New Medicaid patients will lack access, most doctors say
■ An insurer's poll finds half of primary care physicians said the temporary Medicaid pay increase in the reform law is not enough to help.
By Doug Trapp — Posted May 3, 2010
Washington -- Most primary care physicians say new Medicaid enrollees will have trouble finding the doctors they need, but increasing Medicaid pay higher than current law would solve that problem, according to an insurance industry poll.
The health reform law will expand Medicaid starting in 2014 and increase Medicaid primary care pay to Medicare rates in 2013 and 2014. However, just 10% of primary care physicians surveyed last fall believed new Medicaid enrollees in their area would be able to find a suitable primary care doctor, while 67% did not, according to a survey by UnitedHealth Group's Center for Health Reform & Modernization, released on April 15. The rest were undecided.
The pay increase in the reform bill is a welcome step, said Simon Stevens, report co-author and executive vice president of UnitedHealth Group. "But we don't think that just doing it for two years will necessarily be sufficient."
The poll found that 49% of primary care physicians would be willing to see new Medicaid patients if Medicaid pay reached Medicare levels; 47% would not. If Medicaid pay were increased to private insurance rates, 81% said they would accept new Medicaid patients. Maintaining Medicaid pay at Medicare levels for the rest of the next decade would cost an additional $50 billion, the report's authors estimated.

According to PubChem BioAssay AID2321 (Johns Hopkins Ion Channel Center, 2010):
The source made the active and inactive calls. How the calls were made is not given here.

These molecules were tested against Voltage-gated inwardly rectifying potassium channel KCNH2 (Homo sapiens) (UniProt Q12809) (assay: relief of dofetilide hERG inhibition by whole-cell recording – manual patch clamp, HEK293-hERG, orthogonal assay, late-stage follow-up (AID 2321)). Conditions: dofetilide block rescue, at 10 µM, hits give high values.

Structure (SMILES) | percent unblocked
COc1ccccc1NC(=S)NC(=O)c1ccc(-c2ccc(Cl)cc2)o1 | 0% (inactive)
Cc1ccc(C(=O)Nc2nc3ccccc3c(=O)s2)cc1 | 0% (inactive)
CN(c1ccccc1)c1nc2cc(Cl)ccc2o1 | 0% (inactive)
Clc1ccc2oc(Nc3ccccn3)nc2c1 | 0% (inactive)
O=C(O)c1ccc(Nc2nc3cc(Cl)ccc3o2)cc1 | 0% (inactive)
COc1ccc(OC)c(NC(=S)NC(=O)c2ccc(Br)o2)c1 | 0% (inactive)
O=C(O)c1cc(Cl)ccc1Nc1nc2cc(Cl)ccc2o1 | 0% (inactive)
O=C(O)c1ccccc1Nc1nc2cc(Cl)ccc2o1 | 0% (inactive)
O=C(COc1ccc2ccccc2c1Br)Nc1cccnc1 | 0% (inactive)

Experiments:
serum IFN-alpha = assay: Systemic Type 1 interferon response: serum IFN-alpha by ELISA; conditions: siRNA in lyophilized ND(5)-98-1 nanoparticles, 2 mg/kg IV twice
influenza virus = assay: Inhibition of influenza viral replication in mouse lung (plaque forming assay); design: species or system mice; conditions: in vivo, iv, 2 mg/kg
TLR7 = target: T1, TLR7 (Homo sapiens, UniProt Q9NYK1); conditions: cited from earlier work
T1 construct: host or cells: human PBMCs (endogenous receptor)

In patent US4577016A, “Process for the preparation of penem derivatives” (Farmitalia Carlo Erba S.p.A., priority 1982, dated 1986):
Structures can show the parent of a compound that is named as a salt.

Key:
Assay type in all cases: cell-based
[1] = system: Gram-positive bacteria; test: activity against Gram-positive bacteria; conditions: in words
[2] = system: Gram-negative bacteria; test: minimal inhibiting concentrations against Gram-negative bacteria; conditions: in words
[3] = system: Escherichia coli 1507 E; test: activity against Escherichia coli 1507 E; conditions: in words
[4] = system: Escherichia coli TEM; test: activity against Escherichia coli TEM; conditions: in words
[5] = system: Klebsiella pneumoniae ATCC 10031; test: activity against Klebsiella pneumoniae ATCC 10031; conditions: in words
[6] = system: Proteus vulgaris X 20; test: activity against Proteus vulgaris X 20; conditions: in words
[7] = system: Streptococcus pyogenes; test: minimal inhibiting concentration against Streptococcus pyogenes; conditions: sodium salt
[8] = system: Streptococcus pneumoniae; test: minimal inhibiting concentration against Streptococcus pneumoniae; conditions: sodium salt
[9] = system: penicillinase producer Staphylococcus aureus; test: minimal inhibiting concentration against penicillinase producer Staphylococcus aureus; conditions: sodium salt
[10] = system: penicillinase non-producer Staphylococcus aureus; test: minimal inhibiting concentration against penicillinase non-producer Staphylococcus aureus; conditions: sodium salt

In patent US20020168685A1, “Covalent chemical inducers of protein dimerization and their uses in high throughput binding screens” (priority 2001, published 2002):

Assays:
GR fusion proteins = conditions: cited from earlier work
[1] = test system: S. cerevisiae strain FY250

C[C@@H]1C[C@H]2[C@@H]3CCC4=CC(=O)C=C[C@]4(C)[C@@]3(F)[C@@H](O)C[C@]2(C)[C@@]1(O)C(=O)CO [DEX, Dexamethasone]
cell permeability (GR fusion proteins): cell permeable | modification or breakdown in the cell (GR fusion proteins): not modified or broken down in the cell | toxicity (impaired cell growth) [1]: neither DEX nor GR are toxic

Still, states may be able to maintain the elevated Medicaid pay rates because they will be receiving much more federal Medicaid support, said Cynthia Mann, who oversees the Medicaid program at the Centers for Medicare & Medicaid Services. The federal government will pay all of the cost of covering new Medicaid enrollees from 2014 to 2016, gradually decreasing its share to about 90% of costs.
American Medical Association President J. James Rohack, MD, said the Medicaid primary care pay increase is crucial. It will help physicians see more Medicaid patients and help patients obtain treatment for diseases before their health worsens, he said.
Physicians' expectations of Medicaid patient access varied by region. Although 23% of primary care doctors in New York thought new Medicaid enrollees would find a suitable primary care doctor, only 3% of physicians in Texas agreed.
The physician survey was released with a UnitedHealth Group report on reducing spending in Medicaid.
The report's authors suggested that a three-pronged approach would save $366 billion in Medicaid spending over a decade: expanding managed care, fostering adoption of electronic medical records and improving long-term care. Savings should go toward increasing Medicaid physician pay, Stevens said.
AmeriChoice, part of UnitedHealth Group, is the nation's largest Medicaid managed care company. It operates in 22 states and covers more than 2 million enrollees.
The report named Georgia as a state where managed care has provided more extensive care for less cost than fee-for-service Medicaid. The state contracted with three Medicaid managed care plans in 2006.
Some physicians and state Medicaid directors were skeptical about the report's suggestions and savings estimates.
While Medicaid managed care has saved money in Georgia, it has "been to the detriment of physicians and patients," said Donald J. Palmisano, Jr., director of government relations for the Medical Assn. of Georgia. Physician participation in the managed care plans has been hurt by various issues, including delays in certifying new physician participants so they can be paid, he said.
However, managed care plans can help find patients who aren't getting the care they need, said Tim Bartholow, MD, senior vice president at the Wisconsin Medical Society. Managed care plans can locate and contact patients with chronic conditions, such as diabetes, who have not visited a physician recently, he said.
Ann C. Kohler -- director of health services at the American Public Human Services Assn., which includes state Medicaid directors -- said those directors don't find the savings estimates credible. "We haven't seen any documentation to back those numbers up," Kohler said.